Testing An Agency’s (Former) Employee References

A former federal employee decided to see what his agency was saying about him to potential employers and if it was violating its settlement agreement.

An interesting recent court decision refused the set aside a settlement agreement in an adverse action situation where the former employee argued that the agency failed to follow the agreement in providing employment references on him. (Zeh v. Department of the Treasury, No. 05-3060, August 26, 2005)

Zeh was employed by the Federal Law Enforcement Training Center (which at the time was part of the Treasury Department). The agency removed Zeh. He appealed to the MSPB, and while the case was pending a settlement was reached. As part of the agreement, Zeh resigned and the agency agreed that “[a]ny inquiries made to the [a]gency for employment will be forwarded to a neutral party in the Human Resources Division, who will state that [Mr. Zeh] resigned and that his performance was fully successful.” (Opinion, p. 2)

Several months later, Zeh appealed to the MSPB seeking rescission of the settlement and reinstatement of his appeal, arguing that the agency had violated the employment inquiries portion of the agreement. To support his claim, Zeh submitted evidence from a company called Documented Reference Check, which he hired to contact individuals at his former agency to see how they would respond to inquiries for references. Company transcripts detailed discussions with three agency employees. Yet, the agency submitted telephone log records and affidavits by the three employees denying ever having conversations with the company’s representative. The AJ found the agency evidence to be more credible in that he decided Zeh had failed to prove his claim. The appeal was denied.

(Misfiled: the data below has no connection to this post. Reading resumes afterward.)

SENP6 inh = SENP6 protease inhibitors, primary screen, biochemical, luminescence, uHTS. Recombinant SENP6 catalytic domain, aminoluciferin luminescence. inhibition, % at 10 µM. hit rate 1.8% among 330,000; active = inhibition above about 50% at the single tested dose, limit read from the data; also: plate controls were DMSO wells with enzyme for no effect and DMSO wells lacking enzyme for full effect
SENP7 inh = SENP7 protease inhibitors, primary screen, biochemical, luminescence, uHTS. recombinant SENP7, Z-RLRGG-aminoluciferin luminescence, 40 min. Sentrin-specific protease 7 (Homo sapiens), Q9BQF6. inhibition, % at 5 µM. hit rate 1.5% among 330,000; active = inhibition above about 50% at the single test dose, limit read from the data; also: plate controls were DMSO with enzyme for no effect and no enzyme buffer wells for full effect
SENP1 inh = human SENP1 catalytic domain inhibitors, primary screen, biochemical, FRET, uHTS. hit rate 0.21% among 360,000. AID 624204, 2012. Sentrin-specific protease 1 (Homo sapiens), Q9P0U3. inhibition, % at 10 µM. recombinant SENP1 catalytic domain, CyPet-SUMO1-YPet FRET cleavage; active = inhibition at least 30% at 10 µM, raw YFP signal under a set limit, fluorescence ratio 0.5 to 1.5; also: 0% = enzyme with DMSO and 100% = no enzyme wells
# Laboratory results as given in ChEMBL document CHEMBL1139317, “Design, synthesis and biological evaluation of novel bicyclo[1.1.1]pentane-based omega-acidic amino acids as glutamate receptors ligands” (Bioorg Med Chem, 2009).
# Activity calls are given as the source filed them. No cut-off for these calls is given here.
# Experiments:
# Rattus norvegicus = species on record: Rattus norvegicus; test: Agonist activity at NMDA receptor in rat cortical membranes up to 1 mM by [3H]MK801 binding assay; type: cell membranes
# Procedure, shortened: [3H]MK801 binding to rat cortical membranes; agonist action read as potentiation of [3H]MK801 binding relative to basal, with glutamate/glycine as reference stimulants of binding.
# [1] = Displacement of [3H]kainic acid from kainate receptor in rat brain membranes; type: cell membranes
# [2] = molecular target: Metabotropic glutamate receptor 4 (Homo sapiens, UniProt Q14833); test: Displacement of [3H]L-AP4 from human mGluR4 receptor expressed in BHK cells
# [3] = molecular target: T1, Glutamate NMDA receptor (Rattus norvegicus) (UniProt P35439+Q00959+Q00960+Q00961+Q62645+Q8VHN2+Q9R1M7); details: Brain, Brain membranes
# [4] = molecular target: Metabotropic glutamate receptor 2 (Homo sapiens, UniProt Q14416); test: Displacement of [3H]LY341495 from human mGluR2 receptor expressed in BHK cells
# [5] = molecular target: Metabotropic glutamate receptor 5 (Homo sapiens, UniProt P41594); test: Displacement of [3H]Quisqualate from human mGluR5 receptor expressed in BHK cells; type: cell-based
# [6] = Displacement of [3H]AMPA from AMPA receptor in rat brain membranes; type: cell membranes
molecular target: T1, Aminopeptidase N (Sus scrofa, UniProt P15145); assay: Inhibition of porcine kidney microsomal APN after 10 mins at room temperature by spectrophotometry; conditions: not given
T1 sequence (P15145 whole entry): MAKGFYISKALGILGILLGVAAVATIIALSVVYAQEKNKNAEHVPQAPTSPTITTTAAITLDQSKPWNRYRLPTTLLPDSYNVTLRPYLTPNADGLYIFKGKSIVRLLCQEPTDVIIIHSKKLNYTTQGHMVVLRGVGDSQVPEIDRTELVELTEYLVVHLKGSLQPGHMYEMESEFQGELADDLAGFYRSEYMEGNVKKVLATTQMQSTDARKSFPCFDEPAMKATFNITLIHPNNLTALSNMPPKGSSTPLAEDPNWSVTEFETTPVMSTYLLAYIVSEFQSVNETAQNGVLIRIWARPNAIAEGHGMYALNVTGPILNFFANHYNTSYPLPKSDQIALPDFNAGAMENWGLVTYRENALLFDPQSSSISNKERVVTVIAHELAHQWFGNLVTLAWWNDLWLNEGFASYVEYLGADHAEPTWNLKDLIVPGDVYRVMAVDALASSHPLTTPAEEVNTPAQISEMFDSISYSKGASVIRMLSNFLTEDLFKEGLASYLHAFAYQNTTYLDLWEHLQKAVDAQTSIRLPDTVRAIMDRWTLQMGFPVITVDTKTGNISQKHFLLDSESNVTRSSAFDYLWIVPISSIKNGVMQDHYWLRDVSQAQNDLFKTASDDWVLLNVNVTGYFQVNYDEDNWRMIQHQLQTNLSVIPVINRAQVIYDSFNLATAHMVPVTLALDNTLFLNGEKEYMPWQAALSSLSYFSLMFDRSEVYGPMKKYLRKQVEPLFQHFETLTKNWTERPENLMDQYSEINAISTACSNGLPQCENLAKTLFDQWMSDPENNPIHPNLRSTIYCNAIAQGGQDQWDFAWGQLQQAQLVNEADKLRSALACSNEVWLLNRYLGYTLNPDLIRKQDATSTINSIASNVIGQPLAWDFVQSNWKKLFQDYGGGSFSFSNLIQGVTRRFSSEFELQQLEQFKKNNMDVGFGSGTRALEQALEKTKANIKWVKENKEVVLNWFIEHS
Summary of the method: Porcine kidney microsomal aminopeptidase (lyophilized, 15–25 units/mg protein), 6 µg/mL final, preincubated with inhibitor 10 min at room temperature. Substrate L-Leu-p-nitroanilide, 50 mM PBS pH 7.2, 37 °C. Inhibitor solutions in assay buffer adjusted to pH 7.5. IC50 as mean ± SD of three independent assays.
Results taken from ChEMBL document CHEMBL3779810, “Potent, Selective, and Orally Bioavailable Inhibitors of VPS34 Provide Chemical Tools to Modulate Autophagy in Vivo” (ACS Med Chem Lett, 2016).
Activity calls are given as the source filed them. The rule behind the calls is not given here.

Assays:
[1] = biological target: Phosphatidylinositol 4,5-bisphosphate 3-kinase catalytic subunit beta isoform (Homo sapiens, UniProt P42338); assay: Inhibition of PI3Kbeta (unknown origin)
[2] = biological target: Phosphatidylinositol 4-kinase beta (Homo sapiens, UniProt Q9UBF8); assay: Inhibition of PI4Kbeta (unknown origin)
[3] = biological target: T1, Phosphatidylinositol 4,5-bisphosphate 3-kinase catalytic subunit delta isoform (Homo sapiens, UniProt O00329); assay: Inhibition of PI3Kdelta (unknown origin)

This initial decision became the final MSPB decision when the Board denied a petition for review. (Opinion, p. 3)

Pointing out that it is “not for this court to reweigh the evidence before the Board,” the Federal Circuit Court of Appeals held that the Board was correct. Interestingly, the court went on to point out that even if the conversations had occurred exactly as the transcripts described them, this was still not enough to find a breach of the agreement had occurred: “The information all three agency employees are alleged to have provided about Mr. Zeh was only neutral, such as the title of his position and the fact that he had indeed been employed at the agency. All three declined to respond to Ms. Oparnica’s request for more negative information, and referred Ms. Oparnica to the Human Resources Office. The fact that any astute potential employer would become suspicious by such evasive answers is a shortcoming of settlement agreements such as these, not the result of non-compliance by the agency. (Opinion, pp. 4-5; emphasis added)

This case underscores some of the pitfalls in drafting settlement agreements. It also serves as a warning to agencies that they may well be tested on the references they are providing on a former employee—be sure all employees who might be contacted know exactly what they are expected to say and do!

About the Author

Susan McGuire Smith spent most of her federal legal career with NASA, serving as Chief Counsel at Marshall Space Flight Center for 14 years. Her expertise is in government contracts, ethics, and personnel law.